• Jul 2, 2009
The new-car sales figures for June must be a cause for concern for fans of hybrids. But at the same time they're very encouraging for diesel proponents. You don't want to read too much into one month's sales numbers, but the numbers do tell a story.
Ever since gasoline prices tumbled from their highs of last year, sales of hybrids have tumbled along with them. And while most automakers are shunning diesel engines right now, Volkswagen turned in sales numbers in June that should make everybody sit up and pay attention.

So, are we going to see a battle royale between hybrids and diesels? It's too early to tell, but here's what's going on in the market at this snapshot in time.

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John McElroy is host of the TV program "Autoline Detroit" and daily web video "Autoline Daily". Every week he brings his unique insights as an auto industry insider to Autoblog readers.
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The hybrid market really isn't going anywhere.
The number of hybrids in the market keeps growing and growing, but there are more losers than winners. There are now 23 different models of hybrids in the American market. But most of them are turkeys that are selling very poorly.

For example, Lexus only sold 31 units of the LS hybrid last month. Chevrolet only sold 84 units of the Silverado two-mode hybrid. Nissan sold 666 units of its Altima hybrid. These are ridiculously low numbers.

And I'm not just cherry picking the worst examples. The hybrid market really isn't going anywhere. Hybrids still only account for 3% of all car sales and the Prius still accounts for half of them. Take the Prius out, and hybrid sales are truly inconsequential.

Meanwhile, almost every automaker has postponed plans to bring out diesel engines. GM, Ford, Toyota, Honda and Nissan all have smaller displacement diesels that are ready to go, but have been put on the back burner for now.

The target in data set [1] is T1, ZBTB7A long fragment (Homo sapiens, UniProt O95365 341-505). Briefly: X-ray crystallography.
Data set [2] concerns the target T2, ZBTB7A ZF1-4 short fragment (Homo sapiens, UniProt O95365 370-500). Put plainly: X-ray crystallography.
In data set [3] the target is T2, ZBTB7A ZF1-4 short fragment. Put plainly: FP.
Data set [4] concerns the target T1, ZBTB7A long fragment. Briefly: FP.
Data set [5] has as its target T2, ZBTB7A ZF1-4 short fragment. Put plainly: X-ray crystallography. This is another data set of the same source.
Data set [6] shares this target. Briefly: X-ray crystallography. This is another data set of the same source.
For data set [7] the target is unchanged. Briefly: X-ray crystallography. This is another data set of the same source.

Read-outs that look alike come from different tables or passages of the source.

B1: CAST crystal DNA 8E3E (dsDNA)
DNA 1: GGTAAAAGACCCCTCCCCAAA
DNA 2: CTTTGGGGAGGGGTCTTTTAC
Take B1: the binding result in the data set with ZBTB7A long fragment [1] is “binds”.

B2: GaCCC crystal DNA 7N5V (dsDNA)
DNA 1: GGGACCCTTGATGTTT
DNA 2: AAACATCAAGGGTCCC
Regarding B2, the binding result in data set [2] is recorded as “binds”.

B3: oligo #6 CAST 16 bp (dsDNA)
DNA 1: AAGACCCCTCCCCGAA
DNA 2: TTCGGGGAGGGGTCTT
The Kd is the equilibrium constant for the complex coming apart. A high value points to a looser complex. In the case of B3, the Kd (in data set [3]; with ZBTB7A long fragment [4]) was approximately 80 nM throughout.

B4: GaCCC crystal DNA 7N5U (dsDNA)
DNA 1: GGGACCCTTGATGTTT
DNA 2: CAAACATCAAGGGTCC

Mercedes, BMW, Audi and VW are the only ones really pushing diesels in the American market, and as the June sales report shows, VW has quite a story to tell.

Last month, diesels accounted for 80 percent of Jetta Sportwagen sales.
Last month, diesels accounted for 80 percent of Jetta Sportwagen sales, 40 percent of Jetta Sedan sales, and nearly 30 percent of Touareg sales. Overall, diesels accounted for over a quarter of VW sales last month.

That was for only one month of sales and one month does not a sales trend make. But those numbers have to be mighty encouraging to the people who are pushing for diesels.

Of course, diesel prices have fallen along with gas prices. And both those prices will definitely fluctuate in the future. But this shows how fuel prices have an extraordinary effect on the type of technology that will sell in the showrooms. Indeed, it shows the trouble automakers will have meeting fuel economy standards since they are at the mercy of a determining factor that is completely out of their control.

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  • 24 Comments
      • 5 Years Ago
      The big advantage to the current diesels on the US market is that they are normal vehicles. They don't look stupid and don't have to derive their economy from goofy shapes, pathetic performance, or other compromises such as stiff low rolling resistance tires. Another plus for the positive sales of diesels is that these cars aren't marketed as cheap econoboxes and they aren't in a self induced price war. Honda and Toyota in their idiocy are now racing to make the cheapest cars instead of the best cars. Both the Honda and the Toyota use a lame torsion beam suspension and the Honda uses archaic drum brakes. The performance of both the Insight and Prius is pathetic. They can put any price on it they want, I don't want those crappy drive components at any price. I want a car with the full mechanical refinements and I'm willing to pay for it. Bring out the VW Golf with the diesel and decent color selection and amenities and I'm buyin'.




      • 5 Years Ago
      I saw in one of my mags that they averaged 33 mpg in new Jetta TDI. I averaged 50 mpg in my Prius.
        • 5 Years Ago
        Not to mention that alot of those mags also have a tough time getting a Prius into the 40mpg range. I think the best I saw was an average of like 41mpg. This compared to the EPA rating of 46mpg combined.

        I've still yet to see a long-term test from a reputable source come anywhere close to that, much less beat it without having to resort to hypermiling.
        • 5 Years Ago
        I wouldn't put too much stock in the result from one test. After all, the idiots at Consumer Reports somehow managed to get only 11 mpg from a Jeep Liberty CRD they tested.
      • 5 Years Ago